ZZ September 10, 2019 at 4:13 pm

If the distinction of “owned by residents” v “owned by corporation” was of any importance for city parking, we’d have different rules for street parking for rental cars, leased cars, and cars owned by corporations. We don’t.

And cars block sidewalks all the time. Trying walking down the 5000 and 5100 block of WPL. You will see any cars shutting from the driveway well into the sidewalk.

I really have no issue with people not liking scooters. It is the BS about how this is somehow a progressive position. It is not. Scooters are a godsend for the slice of our population that doesn’t have the money for a car, but is physically able to ride one. You want to take that away so you have even more room for your cars. That’s politics. But don’t kid yourself, you’re on the side of oil companies and Trump here. You do admit they’d take your side here, right?


Vern September 11, 2019 at 8:19 am

Good morning ZZ.
From your post above it seems that while you “… really have no issue with people not liking scooters…”, just words away, you really do have an issue “with people not liking scooters”. You seem to be equating folks with being “… on the side of oil companies and Trump here…” and none too pleased with that notion of yours.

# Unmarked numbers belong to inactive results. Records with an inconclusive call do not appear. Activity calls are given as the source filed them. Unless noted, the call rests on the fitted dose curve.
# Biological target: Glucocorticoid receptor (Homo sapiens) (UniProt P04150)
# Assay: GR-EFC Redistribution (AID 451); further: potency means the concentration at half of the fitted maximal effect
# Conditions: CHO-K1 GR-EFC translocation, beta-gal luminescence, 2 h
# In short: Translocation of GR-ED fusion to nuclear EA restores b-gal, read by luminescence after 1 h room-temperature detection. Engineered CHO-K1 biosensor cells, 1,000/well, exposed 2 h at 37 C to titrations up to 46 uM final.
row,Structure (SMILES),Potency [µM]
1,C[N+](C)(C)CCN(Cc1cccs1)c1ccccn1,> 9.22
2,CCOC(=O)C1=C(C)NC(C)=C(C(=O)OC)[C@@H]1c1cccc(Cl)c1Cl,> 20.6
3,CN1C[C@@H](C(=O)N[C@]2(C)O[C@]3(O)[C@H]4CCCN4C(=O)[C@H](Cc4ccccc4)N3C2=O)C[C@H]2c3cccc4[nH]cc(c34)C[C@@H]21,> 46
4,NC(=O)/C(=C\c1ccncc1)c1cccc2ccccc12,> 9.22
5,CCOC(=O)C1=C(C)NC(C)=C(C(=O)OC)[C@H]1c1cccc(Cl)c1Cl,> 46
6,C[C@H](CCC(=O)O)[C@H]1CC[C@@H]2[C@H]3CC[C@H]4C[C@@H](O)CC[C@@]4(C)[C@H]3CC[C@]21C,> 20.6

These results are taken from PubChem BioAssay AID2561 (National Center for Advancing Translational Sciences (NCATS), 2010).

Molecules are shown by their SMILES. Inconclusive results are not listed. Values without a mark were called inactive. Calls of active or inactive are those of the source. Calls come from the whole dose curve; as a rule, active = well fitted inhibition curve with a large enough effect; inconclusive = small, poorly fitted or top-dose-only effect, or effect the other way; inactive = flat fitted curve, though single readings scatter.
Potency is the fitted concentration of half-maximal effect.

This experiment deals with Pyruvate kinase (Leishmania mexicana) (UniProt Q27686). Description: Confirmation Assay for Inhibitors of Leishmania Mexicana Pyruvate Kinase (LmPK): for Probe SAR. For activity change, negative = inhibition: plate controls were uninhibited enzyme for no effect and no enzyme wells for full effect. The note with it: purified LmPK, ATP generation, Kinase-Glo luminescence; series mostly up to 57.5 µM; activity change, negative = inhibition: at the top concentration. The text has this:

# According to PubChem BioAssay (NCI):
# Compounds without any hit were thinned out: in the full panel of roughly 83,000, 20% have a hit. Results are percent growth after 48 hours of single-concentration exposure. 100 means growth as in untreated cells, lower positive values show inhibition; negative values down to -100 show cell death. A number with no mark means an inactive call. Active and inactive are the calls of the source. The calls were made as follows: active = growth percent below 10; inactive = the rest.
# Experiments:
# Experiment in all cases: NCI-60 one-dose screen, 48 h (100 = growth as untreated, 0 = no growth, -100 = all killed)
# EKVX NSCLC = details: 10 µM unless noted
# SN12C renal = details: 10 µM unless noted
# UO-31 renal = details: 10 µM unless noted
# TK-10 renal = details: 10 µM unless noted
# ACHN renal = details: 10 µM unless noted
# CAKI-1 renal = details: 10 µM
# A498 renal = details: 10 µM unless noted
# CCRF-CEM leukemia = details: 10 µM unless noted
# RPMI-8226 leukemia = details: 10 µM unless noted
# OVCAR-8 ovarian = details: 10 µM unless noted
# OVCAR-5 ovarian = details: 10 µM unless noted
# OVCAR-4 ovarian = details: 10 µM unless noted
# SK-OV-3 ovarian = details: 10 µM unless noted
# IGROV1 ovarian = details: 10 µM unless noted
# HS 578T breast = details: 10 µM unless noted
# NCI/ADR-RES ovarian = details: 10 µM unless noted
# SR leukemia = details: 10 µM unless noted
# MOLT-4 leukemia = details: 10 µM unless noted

Dr. Jack Hammer September 9, 2019 at 2:14 pm

Is Bird aware of this? According to some Bird watchers, they are instructed to leave them on the street, not in the corrals. Example: the corner of Ladera and Sunset Cliffs…
Bird is instructing them to place them on the sidewalk, as there is no corral in that location.


kh September 9, 2019 at 9:12 pm

They are allowed to place them by the sidewalk if there is no street corral on that block. But they are supposed to limit them to groups of 4 with at least 40’ spacing from the next group.


Geoff Page September 13, 2019 at 3:35 pm

Every single time I find one of these things on a sidewalk, I heave it to the side. The inconsiderateness of so many people is infuriating. I think I’ll make a trip down to Ladera Street this weekend. No, I won’t toss them into the ocean, that is stupid, but I’ll get them off the sidewalk.


Vern September 9, 2019 at 4:13 pm

Corrals?? That e-waste is laying around all over the place.


retired botanist September 9, 2019 at 5:25 pm

yeah, and my tax dollar is footin’ that bill. Infuriating.


Doug Blackwood September 9, 2019 at 10:50 pm

Corrals in red zones: its a business of litter: they are a blight! Where’s our rep on this?
If we parked in a red zone: big ticket; it ain’t right! Scooters be gone.


nostalgic September 10, 2019 at 9:53 am

The 40′ distance between nests of 4 scooters where no street corrals are designated is the width of a narrow city street. This makes 16 scooters per street corner legal anywhere.